Secretary-General : Ananya Srinivasan
“The old world is dying, and the new world struggles to be born; now is the time of monsters.”
- Antonio Gramsci
Dear delegates and MUN directors,
We stand at the precipice of shifting times. A seemingly multipolar world dawns over the existing unipolarity of the global landscape, threatening to upend the former order. Alexander’s Macedon, Cyrus’ Persia, and Augustus’ Rome.
The German Reich, from Bismarck to Hitler. The Ottoman sultanate, the most feared menace to the east, eventually denigrated as 'the sick man of Europe.’ Napoleon’s French Empire, which forcibly subjugated fiercely independent Europe, but ultimately collapsed from its own overextended ambition. Throughout history, empires and nations have risen and fallen as transient yet immense powers. Their nascency ushered in eras of hegemonic dominance, and their collapses left behind power-vacuums that facilitated the rise of new hegemons; as such, our past is marked with this cyclic nature of dominance and militarism that leaders and nations are unable to rid themselves of.
The United Nations was founded on 24th October 1945 upon the principles of collective security, international cooperation, and equality – tenets that are threatened by hegemonism, which exerts its influence upon the cultural, economic, and socio-political environment of a community. Truly, hegemony manifests in any entity with a power dynamic, regardless of its scale, from the relationships within a nuclear family to the foreign policy of entire nations.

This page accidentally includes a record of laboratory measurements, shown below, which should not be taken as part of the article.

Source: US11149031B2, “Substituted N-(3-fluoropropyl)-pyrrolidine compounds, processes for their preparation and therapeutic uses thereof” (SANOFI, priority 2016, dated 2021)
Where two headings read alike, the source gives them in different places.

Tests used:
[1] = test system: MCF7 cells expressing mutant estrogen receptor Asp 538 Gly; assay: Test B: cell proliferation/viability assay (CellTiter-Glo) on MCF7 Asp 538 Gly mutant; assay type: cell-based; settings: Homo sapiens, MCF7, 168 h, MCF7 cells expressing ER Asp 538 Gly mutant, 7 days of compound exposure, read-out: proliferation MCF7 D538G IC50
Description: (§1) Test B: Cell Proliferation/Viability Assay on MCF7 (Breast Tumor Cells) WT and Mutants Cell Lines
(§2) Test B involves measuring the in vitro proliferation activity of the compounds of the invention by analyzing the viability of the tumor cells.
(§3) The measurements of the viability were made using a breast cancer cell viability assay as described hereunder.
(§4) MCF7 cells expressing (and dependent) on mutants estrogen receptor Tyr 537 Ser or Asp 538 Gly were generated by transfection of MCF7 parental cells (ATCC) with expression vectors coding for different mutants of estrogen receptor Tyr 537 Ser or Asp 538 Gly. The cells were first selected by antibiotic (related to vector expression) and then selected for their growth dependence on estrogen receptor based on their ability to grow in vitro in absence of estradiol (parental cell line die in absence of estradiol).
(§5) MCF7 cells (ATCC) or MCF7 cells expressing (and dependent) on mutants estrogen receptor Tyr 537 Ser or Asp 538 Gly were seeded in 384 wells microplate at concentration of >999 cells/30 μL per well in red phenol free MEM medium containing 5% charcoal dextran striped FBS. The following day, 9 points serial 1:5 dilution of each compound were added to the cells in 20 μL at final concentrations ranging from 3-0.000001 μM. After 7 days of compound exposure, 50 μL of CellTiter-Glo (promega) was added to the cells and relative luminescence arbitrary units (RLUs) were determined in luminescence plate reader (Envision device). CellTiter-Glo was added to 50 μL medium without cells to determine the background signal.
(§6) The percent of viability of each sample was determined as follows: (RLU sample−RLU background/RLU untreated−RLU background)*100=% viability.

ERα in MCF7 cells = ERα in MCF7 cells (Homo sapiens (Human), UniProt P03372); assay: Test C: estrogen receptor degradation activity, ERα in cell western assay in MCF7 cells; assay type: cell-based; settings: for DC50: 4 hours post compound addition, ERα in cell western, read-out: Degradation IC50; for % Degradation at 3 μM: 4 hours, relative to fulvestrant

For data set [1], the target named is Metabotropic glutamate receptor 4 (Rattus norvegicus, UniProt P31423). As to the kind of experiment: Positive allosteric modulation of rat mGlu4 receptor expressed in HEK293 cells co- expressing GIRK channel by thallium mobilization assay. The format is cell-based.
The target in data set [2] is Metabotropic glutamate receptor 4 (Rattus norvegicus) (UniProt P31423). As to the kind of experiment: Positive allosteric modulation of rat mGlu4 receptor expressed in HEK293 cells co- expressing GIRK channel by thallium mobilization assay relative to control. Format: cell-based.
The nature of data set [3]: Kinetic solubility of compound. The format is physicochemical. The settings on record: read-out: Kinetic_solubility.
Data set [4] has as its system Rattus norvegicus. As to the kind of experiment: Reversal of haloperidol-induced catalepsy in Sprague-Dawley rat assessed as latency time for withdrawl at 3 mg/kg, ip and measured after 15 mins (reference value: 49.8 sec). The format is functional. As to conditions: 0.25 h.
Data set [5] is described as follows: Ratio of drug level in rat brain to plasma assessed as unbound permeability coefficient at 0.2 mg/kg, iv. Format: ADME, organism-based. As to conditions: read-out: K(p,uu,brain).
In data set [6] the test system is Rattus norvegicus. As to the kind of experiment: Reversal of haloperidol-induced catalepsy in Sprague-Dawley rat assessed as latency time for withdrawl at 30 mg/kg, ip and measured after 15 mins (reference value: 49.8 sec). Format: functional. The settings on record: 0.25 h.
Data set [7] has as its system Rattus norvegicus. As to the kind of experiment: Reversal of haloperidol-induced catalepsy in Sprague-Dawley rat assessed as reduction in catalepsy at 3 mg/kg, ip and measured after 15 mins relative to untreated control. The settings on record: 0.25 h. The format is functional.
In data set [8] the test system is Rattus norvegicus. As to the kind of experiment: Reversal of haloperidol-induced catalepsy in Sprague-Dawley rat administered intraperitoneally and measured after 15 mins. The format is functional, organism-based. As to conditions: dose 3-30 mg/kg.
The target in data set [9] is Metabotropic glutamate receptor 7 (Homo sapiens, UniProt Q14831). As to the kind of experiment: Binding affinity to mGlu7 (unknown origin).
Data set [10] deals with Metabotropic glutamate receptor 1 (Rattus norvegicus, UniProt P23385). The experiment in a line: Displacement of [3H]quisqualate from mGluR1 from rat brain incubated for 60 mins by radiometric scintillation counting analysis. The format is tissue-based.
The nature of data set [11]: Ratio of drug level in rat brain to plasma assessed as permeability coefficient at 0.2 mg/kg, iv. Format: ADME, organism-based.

Corporations and their supply chains often take on a hegemonic character in their abuses of power through strict control of employees and exploitation of vulnerable populations. With over 16 million victims of forced labour worldwide, the aforementioned asymmetry of power is evident, now more than ever, as migrant workers in Malaysia often face violent threats, passport confiscation, and illegal wage deductions. On a regional scale, the Tigray conflict in the Horn of Africa is a cry for help in that Ethiopia is strengthening its hold over the entire region to become the paramount power. Lastly, look no further than USA’s post-Cold War economic, military, and cultural hegemony that has influenced the mechanisms of diplomatic relations, foreign policies, and global markets. The variety of levels at which hegemonism emerges only serves to exemplify its omnipresence in the global landscape – a discussion about its significance in political and diplomatic affairs has never been more important.
However, the continued prevalence of hegemonies throughout history indicates that with the position must come great benefits – and indeed, that’s true. With increased political, economic, and military power, hegemons are able to pursue their own interests and guarantee their own security, whether it be from invasion or economic collapse. Prosperous environments precipitated by hegemonies are often conducive to new innovations and progress; one need only look at the Arab caliphates' immense contributions to the development of modern science, or even today's America being the birthplace of novel ideas and technologies that have transformed the world.
In our current fledgling geopolitical environment of an emerging multipolar world, maybe the empowerment of a hegemon is truly what we need. Is hegemonism entirely bad? Are hegemonies conducive to progress, advancement, and development?
The decision is yours to make. DAIMUN 2022 is yours to create